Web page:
Donna has been a foster carer for more than ten years. For the first five years, Donna fostered with an independent agency, until she transferred to become a foster carer with Liverpool City Council, because of the investment in enhanced training and support.
I had always thought about fostering and when I worked for the police, I became aware of the circumstances in which children come into care. Learning about children’s circumstances was a real eye-opener and it made me want to become a foster carer.
Ten years on, I’m proud to have been able to see children progress, become more confident and thrive because of the consistency I’ve been able to provide.
If a child comes into foster care from a chaotic lifestyle, our way of living is completely alien to them because we have boundaries, routines and consistency. I honestly believe you can’t underestimate the power of being boring!
Routine and consistency can go such a long way to stabilising a child and bringing calmness. As a foster carer you are the anchor that allows them to feel safe and be spontaneous and participate in things, because they know they are coming back to the same routine.
When you get the routine covered and they start to feel secure, the children begin to blossom and thrive. The change can start as small as them choosing their own clothes and taking pride in their appearance, which then transpires into wanting to play football and joining more in class.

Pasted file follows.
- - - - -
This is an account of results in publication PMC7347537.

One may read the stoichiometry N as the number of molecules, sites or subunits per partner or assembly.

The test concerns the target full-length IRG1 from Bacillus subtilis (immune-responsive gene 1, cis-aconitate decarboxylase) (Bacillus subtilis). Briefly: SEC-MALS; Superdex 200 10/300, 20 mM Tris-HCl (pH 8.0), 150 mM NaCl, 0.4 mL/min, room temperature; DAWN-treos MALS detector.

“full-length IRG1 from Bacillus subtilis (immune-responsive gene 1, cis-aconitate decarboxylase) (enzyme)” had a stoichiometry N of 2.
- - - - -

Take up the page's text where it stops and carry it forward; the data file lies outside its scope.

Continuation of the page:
Over the ten years, I’ve seen children change before my eyes. When they gain their confidence and start developing their sense of self, the rest of their personality starts to come out and we can joke around and have a laugh, where it may not have been possible to do that in the past.
Our children have a way of amazing and astounding you with their resilience. Some of the biggest challenges in life, they will take to, like a duck to water. It’s usually the little things that can trigger the biggest emotional response.
That’s where foster carers can help.
My advice to any new foster carers would be to have faith and belief in your skills and abilities. Anyone with life experience has so much to offer already and that’s before the training and support you’ll receive.
There’s no manual as such, and every child is different, but the fostering training is second to none, it’s absolutely brilliant and will stand you in good stead.
Fostering has opened so many doors for me. I initially went on from fostering to becoming a contact support worker (because I had the insight) and then I went on to become a qualified social worker. So, you never know what’s around the corner with fostering.